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The Lasting Effects of Redlining: Understanding Its Impact on Today's Homeownership

The Lasting Effects of Redlining: Understanding Its Impact on Today's Homeownership


One of the most effective ways to build wealth in America is through owning your own home. Homeownership allows you to build equity and pass on generational wealth to your children. A home can act as an investment or it can be used as a rental to generate more income. This means that when there are barriers to homeownership, those barriers aren’t just to owning a home, but also to accumulating wealth as individuals and as a community.


The Wealth Gap

According to the Federal Reserve Bank of St. Louis, as of the third quarter of 2023, the current racial wealth gap is as follows:

  • Black families owned about 24 cents for every $1 of white family wealth, on average
  • Hispanic families owned about 19 cents for every $1 of white family wealth, on average

Wealth is a measure of assets and property. This means that the racial wealth gap and the racial homeownership gap are intrinsically linked. According to the National Association of Realtors, the rate of white homeownership is around 72%, while the rates of Black and Hispanic homeownership are around 44% and 51% respectively.


Redlining and Racial Discrimination

This gap in homeownership is not incidental. It is the direct result of governmental policies that intentionally segregated diverse communities and limited their lending opportunities. One of the most impactful of these was a practice known as redlining.

Redlining is a discriminatory practice that emerged in the early 20th century and has had a significant and lasting impact on the socioeconomics of the U.S. It started in the 1930s when the federal government, through the Home Owners' Loan Corporation (HOLC), created color-coded maps to assess the risk of lending in various neighborhoods across the states.

The areas designated as "high-risk" were predominantly diverse communities, particularly Black and immigrant neighborhoods. These neighborhoods were marked in red, hence the term "redlining."

The Federal Housing Administration (FHA) adopted redlining at the start of its operations. Since the FHA was created to help regulate the mortgage industry after the Great Depression, its decision to practice redlining solidified structural segregation in housing. Denied access to affordable mortgages and loans, diverse communities were effectively locked out of the housing market, perpetuating racial segregation. This segregation led to unequal access to quality education, healthcare, and employment opportunities, further entrenching economic disparities.


Lasting Effects on Economic Status

 Aerial view of neighborhood


Redlining also resulted in the devaluation of properties in diverse neighborhoods. The lack of investment and disinvestment by financial institutions led to a decline in property values. This meant that even if diverse communities overcame the barriers to homeownership, they wouldn’t experience the same increase in value to their properties as white property owners. This devaluation persists, as homes in previously redlined areas continue to be worth less than comparable properties in predominantly white neighborhoods.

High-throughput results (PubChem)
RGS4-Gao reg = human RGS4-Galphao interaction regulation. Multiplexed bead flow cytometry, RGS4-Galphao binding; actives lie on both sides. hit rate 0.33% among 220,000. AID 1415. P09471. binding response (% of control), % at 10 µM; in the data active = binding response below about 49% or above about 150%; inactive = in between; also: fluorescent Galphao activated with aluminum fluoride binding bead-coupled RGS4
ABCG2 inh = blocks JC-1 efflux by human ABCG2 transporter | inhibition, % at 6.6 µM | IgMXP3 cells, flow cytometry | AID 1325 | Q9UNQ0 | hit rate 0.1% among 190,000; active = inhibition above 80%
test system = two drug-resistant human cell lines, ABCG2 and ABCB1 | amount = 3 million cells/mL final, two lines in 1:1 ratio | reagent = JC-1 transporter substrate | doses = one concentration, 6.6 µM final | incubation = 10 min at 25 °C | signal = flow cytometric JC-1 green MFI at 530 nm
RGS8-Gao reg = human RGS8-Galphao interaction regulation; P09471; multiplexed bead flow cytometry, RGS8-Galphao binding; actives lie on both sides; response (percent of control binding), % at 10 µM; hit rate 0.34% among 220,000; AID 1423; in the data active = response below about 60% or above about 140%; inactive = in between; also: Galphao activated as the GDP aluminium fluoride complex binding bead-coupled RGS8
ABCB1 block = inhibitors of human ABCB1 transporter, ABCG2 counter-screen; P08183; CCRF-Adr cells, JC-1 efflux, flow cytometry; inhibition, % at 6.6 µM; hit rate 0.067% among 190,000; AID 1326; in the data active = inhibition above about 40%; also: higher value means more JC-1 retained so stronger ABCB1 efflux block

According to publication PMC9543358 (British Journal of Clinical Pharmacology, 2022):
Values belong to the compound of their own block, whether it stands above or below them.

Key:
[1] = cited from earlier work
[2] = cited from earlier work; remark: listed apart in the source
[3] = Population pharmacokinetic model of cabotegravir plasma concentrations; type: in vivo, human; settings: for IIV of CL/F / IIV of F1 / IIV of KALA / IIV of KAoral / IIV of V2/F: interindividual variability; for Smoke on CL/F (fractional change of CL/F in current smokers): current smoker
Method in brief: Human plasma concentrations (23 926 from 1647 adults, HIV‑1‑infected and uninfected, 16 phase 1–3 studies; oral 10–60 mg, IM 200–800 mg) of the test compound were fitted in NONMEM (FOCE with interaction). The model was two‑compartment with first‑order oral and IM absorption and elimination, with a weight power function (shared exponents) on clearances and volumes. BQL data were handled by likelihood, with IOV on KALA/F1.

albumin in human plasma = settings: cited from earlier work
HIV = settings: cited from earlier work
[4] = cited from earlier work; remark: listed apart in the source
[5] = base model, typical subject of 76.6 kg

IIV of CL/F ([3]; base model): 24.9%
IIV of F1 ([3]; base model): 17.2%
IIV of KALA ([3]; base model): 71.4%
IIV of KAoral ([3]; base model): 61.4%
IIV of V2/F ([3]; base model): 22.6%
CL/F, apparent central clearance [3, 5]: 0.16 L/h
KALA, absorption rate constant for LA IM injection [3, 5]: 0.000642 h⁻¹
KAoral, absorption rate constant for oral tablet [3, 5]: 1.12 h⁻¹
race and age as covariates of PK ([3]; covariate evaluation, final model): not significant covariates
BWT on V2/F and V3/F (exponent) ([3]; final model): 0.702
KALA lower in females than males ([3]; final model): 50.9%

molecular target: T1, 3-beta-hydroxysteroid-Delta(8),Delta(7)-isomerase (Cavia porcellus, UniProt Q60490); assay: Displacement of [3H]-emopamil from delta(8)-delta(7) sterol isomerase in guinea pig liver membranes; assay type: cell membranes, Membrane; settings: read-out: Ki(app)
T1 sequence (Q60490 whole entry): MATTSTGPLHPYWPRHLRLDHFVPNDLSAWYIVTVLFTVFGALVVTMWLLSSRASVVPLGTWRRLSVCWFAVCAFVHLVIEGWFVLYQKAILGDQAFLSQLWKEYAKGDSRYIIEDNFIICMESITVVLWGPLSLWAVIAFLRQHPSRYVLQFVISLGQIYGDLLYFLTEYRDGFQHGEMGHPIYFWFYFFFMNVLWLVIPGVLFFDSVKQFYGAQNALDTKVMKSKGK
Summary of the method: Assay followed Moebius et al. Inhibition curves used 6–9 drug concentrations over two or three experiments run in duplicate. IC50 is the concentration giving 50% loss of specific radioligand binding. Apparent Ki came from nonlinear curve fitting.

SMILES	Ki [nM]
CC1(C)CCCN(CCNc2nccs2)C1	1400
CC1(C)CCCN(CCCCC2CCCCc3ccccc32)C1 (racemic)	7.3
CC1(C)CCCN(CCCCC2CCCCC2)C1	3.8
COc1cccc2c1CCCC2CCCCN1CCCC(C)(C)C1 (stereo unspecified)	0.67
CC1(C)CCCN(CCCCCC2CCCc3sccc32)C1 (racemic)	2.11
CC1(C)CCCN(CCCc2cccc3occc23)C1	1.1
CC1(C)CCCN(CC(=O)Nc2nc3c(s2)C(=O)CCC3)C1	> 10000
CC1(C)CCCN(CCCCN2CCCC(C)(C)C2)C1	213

By the time The Fair Housing Act made the practice of redlining illegal in 1968 (only 56 years ago), diverse communities had been excluded from major home loans like FHA and VA loans for over 30 years. In that time, markets that would have been accessible to diverse communities were no longer affordable areas to buy in. As white homeowners were building equity and wealth from buying and selling, diverse communities were fighting for access to those areas at all.

During the same time frame, the FHA subsidized “white-only” subdivisions and helped white people move into them. This further segregated housing while simultaneously funding white homeownership and excluding and neglecting diverse communities. We can still see segregation throughout the U.S. as a result.


Opening the Market

The Fair Housing Act of 1968 made redlining and other discriminatory lending practices in the mortgage industry illegal. The Community Reinvestment Acts were also created in the 1970s, and there have been multiple amendments aimed at encouraging financial institutions to invest in underrepresented communities.

The FHA has also changed, and continues to change, its policies around lending in an effort to address the consequences of its discriminatory practices. In the last three years, approximately a quarter of a million Black homeowners were able to buy homes using FHA loans.

However, 56 years is not a long time, and there is still a lot of work that needs to be done to bring about economic equity. This includes strengthening fair lending laws, investing in community development, and working within the industry to provide opportunities to diverse communities of borrowers.



NAF White Paper: Empowering Homeownership in Diverse Communities 

NAF Dream

Latino Focus


Federal Reserve History on Redlining

A ‘Forgotten History’ Of How The U.S. Government Segregated America

The State of U.S. Wealth Inequality

Snapshot of Race and Homebuying in America



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